- Key Details
- Cultural Discoveries
- Explorations of Land and Sea
- A Gourmand’s Paradise
Discover the history, sights and flavours of Phuket Town. This intriguing town has a vibrant Thai, Chinese and European heritage and is worth walking around and exploring temples, markets, and fascinating provincial buildings.
Phuket Town's shop houses and mansions are a colourful imprint of the island's rich history. Check out the Sino-Portuguese mansions near Yaowarat Road. Baan Chinpracha (Tel: 076-211167 and 076-211281; open Mon.-Sat 9-4:30 pm) is one of the island's finest Sino-Colonial mansions. Along Krabi Road, the house is lovingly maintained by a widow who opens the ground floor of her residence to visitors. The house has been featured in American and Thai feature films for its beautiful architecture.
Take a stroll along the pleasant and tree-lined streets of Phuket Town. The Provincial Hall or ‘Sala Klang', designed by an Italian architect, is a delicate, beautiful and airy structure. Built to maximise the coastal breezes, the house is blissfully open. Check out the Governor's Mansion, another gem-like building on beautiful grounds.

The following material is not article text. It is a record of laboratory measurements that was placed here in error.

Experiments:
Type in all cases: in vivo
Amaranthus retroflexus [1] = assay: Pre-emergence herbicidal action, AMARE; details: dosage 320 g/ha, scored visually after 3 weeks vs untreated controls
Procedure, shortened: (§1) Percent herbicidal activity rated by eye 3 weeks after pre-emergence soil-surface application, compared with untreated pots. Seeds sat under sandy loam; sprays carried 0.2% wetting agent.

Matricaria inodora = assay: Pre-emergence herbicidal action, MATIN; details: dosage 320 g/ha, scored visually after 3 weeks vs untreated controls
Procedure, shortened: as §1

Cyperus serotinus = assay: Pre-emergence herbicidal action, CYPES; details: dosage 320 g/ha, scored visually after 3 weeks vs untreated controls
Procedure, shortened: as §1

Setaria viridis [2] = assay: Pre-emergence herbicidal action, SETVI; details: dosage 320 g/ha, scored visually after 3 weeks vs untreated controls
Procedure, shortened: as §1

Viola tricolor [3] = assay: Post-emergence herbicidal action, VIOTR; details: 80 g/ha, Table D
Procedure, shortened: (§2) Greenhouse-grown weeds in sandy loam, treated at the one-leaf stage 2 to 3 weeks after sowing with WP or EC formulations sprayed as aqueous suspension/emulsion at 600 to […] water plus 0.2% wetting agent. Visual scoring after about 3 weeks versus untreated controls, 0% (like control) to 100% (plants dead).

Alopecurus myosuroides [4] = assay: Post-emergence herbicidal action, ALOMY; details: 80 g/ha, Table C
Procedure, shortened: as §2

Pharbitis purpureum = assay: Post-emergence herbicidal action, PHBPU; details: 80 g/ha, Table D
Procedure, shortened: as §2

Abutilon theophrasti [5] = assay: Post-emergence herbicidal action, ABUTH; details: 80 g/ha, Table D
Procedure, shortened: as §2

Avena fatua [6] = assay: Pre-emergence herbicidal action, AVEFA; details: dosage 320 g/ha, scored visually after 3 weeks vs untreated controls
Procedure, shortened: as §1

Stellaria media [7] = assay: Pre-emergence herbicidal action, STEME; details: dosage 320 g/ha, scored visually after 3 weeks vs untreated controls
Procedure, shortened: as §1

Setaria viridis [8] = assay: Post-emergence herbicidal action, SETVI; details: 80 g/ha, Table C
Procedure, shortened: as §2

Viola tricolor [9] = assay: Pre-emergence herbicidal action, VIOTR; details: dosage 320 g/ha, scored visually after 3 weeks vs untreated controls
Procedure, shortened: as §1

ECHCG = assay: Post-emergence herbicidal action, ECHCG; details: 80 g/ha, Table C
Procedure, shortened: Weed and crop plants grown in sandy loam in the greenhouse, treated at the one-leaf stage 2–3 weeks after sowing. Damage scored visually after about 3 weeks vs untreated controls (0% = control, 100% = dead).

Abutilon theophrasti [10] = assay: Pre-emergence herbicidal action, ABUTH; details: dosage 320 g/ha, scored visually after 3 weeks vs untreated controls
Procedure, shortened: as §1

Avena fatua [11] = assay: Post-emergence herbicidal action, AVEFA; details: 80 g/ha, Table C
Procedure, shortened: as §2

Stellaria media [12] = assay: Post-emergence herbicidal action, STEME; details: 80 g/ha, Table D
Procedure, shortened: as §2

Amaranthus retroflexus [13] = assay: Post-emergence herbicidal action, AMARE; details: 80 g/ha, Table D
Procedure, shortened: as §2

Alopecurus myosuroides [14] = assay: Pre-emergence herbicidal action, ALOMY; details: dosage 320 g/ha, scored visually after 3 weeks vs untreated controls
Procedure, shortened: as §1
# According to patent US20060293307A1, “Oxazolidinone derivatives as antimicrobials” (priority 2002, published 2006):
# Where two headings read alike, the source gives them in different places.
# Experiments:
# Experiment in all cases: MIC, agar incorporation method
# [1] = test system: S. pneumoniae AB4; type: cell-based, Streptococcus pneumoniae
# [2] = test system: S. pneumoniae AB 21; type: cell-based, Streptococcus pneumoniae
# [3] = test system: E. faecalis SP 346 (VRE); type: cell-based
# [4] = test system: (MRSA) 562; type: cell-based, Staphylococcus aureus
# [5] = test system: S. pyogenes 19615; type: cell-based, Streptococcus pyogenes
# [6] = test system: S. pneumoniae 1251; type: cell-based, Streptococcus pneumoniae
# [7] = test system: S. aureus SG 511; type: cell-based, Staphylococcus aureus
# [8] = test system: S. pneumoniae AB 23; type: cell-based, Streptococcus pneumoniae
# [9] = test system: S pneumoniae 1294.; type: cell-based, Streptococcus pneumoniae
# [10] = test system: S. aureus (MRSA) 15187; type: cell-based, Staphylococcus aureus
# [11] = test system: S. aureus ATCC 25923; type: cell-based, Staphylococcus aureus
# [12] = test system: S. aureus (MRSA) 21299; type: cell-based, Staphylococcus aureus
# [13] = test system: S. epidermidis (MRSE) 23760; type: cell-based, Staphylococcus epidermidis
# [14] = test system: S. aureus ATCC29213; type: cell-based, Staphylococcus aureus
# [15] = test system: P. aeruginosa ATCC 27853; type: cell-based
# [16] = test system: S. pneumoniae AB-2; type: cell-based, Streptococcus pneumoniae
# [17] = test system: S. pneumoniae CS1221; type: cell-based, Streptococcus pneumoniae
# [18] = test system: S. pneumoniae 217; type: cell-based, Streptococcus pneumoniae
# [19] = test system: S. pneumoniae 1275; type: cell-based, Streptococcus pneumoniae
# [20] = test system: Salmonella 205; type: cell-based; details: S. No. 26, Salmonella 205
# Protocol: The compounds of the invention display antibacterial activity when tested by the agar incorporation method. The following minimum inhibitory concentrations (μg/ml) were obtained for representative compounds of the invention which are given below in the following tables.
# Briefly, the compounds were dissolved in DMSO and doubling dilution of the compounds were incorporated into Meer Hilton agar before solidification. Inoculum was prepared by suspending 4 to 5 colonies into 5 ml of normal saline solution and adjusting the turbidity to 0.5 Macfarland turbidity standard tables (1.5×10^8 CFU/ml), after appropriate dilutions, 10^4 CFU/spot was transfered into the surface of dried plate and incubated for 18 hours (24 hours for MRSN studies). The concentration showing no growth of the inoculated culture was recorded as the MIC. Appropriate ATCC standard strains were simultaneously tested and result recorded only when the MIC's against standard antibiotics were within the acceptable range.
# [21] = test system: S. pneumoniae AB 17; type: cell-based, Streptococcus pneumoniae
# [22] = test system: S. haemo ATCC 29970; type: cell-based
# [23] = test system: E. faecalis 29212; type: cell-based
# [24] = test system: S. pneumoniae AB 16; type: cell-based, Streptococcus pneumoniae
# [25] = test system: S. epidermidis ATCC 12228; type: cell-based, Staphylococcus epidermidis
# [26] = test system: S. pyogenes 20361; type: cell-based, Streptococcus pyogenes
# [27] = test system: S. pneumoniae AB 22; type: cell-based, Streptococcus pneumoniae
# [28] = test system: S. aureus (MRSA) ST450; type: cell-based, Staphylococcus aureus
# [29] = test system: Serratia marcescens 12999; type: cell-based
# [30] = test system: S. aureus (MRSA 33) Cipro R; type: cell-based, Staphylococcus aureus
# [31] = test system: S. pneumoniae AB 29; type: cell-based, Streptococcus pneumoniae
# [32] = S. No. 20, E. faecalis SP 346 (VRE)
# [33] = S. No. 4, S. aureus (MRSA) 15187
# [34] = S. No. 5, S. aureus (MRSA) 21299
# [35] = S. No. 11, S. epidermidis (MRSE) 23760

ChinatownExplore the vibrant Chinatown along Krabi, Yaowarat and Thalang Roads, reflecting the prominent Chinese cultural heritage of Phuket. Peer into Chinese shop houses, temples and restaurants. The commercial centre, Yaowarat Road, means ‘golden dragon area', blessing the area as fortuitous for business, especially the many gold shops which line the streets. Many buildings are decked in colourful tiles and classical design. Visit the Pud Jow Taoist Temple, over 200 years old. Just down the street, the Jui Tui Shrine is a bold and spiritual religious centre. If you're here in October for the Vegetarian Festival, be sure and join in on the festivities.
Golden stupas, colourful carvings and stellar wall-paintings. Explore the intricate Thai Buddhist temples around Phuket. Wat Chalang is a superior example, and Wat Phra Thong holds a golden Buddha, half-buried in a sacred place. Wat Phranangsang is the famed temple where the population gathered strength to defeat the Burmese invaders.
Meet the people who descend from Phuket’s first inhabitants. Long ago, they arrived as sea-based nomads, yet gradually fixed their homes in Phuket, attracted by the excellent fishing. Some historians believe they emigrated from Malaysia during the Muslim invasion of Burma, while other accounts hold that they came from India. Visit their traditional communities and try to overhear their conversations, spoken in a language wholly distinct from Thai, and which has no written form.